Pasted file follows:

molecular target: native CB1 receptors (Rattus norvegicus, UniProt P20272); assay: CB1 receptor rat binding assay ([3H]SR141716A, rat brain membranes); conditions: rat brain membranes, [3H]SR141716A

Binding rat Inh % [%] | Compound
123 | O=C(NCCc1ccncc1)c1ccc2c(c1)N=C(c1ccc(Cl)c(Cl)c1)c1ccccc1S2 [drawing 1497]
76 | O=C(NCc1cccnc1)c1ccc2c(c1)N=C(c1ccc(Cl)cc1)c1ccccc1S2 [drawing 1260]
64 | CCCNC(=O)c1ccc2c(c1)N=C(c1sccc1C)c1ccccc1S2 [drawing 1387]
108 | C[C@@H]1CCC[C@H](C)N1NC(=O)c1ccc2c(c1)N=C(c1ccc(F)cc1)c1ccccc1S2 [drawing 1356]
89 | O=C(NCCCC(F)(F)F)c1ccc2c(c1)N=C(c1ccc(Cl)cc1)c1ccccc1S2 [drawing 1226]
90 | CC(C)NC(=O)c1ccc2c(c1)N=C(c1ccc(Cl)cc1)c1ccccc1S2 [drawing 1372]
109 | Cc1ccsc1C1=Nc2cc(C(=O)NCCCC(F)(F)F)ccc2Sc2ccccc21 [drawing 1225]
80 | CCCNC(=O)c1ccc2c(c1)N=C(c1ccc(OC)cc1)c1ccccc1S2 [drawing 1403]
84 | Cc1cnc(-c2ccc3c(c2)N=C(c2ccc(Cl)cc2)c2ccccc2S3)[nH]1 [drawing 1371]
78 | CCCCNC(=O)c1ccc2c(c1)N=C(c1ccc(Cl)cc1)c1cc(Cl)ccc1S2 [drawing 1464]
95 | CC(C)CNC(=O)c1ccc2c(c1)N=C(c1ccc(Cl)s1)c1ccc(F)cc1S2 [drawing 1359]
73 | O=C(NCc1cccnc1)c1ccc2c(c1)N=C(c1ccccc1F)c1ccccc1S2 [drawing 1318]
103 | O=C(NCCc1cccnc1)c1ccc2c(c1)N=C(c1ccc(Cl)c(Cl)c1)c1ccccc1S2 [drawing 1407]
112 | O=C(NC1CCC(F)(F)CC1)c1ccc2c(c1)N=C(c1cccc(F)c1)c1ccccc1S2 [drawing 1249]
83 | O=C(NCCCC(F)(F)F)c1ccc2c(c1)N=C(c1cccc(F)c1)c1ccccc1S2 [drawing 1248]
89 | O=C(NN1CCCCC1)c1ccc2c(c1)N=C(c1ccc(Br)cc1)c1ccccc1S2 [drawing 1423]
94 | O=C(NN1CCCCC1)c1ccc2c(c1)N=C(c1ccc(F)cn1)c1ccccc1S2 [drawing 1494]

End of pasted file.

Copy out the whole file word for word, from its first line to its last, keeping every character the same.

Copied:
molecular target: native CB1 receptors (Rattus norvegicus, UniProt P20272); assay: CB1 receptor rat binding assay ([3H]SR141716A, rat brain membranes); conditions: rat brain membranes, [3H]SR141716A

Binding rat Inh % [%] | Compound
123 | O=C(NCCc1ccncc1)c1ccc2c(c1)N=C(c1ccc(Cl)c(Cl)c1)c1ccccc1S2 [drawing 1497]
76 | O=C(NCc1cccnc1)c1ccc2c(c1)N=C(c1ccc(Cl)cc1)c1ccccc1S2 [drawing 1260]
64 | CCCNC(=O)c1ccc2c(c1)N=C(c1sccc1C)c1ccccc1S2 [drawing 1387]
108 | C[C@@H]1CCC[C@H](C)N1NC(=O)c1ccc2c(c1)N=C(c1ccc(F)cc1)c1ccccc1S2 [drawing 1356]
89 | O=C(NCCCC(F)(F)F)c1ccc2c(c1)N=C(c1ccc(Cl)cc1)c1ccccc1S2 [drawing 1226]
90 | CC(C)NC(=O)c1ccc2c(c1)N=C(c1ccc(Cl)cc1)c1ccccc1S2 [drawing 1372]
109 | Cc1ccsc1C1=Nc2cc(C(=O)NCCCC(F)(F)F)ccc2Sc2ccccc21 [drawing 1225]
80 | CCCNC(=O)c1ccc2c(c1)N=C(c1ccc(OC)cc1)c1ccccc1S2 [drawing 1403]
84 | Cc1cnc(-c2ccc3c(c2)N=C(c2ccc(Cl)cc2)c2ccccc2S3)[nH]1 [drawing 1371]
78 | CCCCNC(=O)c1ccc2c(c1)N=C(c1ccc(Cl)cc1)c1cc(Cl)ccc1S2 [drawing 1464]
95 | CC(C)CNC(=O)c1ccc2c(c1)N=C(c1ccc(Cl)s1)c1ccc(F)cc1S2 [drawing 1359]
73 | O=C(NCc1cccnc1)c1ccc2c(c1)N=C(c1ccccc1F)c1ccccc1S2 [drawing 1318]
103 | O=C(NCCc1cccnc1)c1ccc2c(c1)N=C(c1ccc(Cl)c(Cl)c1)c1ccccc1S2 [drawing 1407]
112 | O=C(NC1CCC(F)(F)CC1)c1ccc2c(c1)N=C(c1cccc(F)c1)c1ccccc1S2 [drawing 1249]
83 | O=C(NCCCC(F)(F)F)c1ccc2c(c1)N=C(c1cccc(F)c1)c1ccccc1S2 [drawing 1248]
89 | O=C(NN1CCCCC1)c1ccc2c(c1)N=C(c1ccc(Br)cc1)c1ccccc1S2 [drawing 1423]
94 | O=C(NN1CCCCC1)c1ccc2c(c1)N=C(c1ccc(F)cn1)c1ccccc1S2 [drawing 1494]